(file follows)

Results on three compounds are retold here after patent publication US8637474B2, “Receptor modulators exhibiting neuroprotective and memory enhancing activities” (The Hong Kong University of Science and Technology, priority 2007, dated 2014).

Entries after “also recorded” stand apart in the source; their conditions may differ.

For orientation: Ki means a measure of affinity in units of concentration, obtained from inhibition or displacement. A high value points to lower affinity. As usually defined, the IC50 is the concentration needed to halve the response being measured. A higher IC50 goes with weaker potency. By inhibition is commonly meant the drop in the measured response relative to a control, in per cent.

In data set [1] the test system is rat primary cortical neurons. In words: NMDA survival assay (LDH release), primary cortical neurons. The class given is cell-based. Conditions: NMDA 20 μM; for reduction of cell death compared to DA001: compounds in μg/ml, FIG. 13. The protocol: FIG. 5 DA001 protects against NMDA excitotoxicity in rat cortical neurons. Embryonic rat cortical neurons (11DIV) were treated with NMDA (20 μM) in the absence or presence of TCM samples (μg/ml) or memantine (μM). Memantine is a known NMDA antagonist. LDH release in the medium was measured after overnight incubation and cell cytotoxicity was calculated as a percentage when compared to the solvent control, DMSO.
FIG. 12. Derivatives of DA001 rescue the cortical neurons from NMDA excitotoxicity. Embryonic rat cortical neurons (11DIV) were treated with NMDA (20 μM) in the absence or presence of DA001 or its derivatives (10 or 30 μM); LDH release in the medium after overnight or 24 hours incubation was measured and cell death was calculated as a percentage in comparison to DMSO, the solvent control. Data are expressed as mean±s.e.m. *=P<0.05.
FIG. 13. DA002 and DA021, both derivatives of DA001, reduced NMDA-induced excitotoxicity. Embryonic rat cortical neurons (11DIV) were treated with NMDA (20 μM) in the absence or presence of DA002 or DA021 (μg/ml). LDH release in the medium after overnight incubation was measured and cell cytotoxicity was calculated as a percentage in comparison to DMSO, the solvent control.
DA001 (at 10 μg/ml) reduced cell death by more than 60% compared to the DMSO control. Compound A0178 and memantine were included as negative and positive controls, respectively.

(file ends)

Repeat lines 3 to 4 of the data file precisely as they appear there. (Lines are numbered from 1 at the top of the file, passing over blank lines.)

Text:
For orientation: Ki means a measure of affinity in units of concentration, obtained from inhibition or displacement. A high value points to lower affinity. As usually defined, the IC50 is the concentration needed to halve the response being measured. A higher IC50 goes with weaker potency. By inhibition is commonly meant the drop in the measured response relative to a control, in per cent.

In data set [1] the test system is rat primary cortical neurons. In words: NMDA survival assay (LDH release), primary cortical neurons. The class given is cell-based. Conditions: NMDA 20 μM; for reduction of cell death compared to DA001: compounds in μg/ml, FIG. 13. The protocol: FIG. 5 DA001 protects against NMDA excitotoxicity in rat cortical neurons. Embryonic rat cortical neurons (11DIV) were treated with NMDA (20 μM) in the absence or presence of TCM samples (μg/ml) or memantine (μM). Memantine is a known NMDA antagonist. LDH release in the medium was measured after overnight incubation and cell cytotoxicity was calculated as a percentage when compared to the solvent control, DMSO.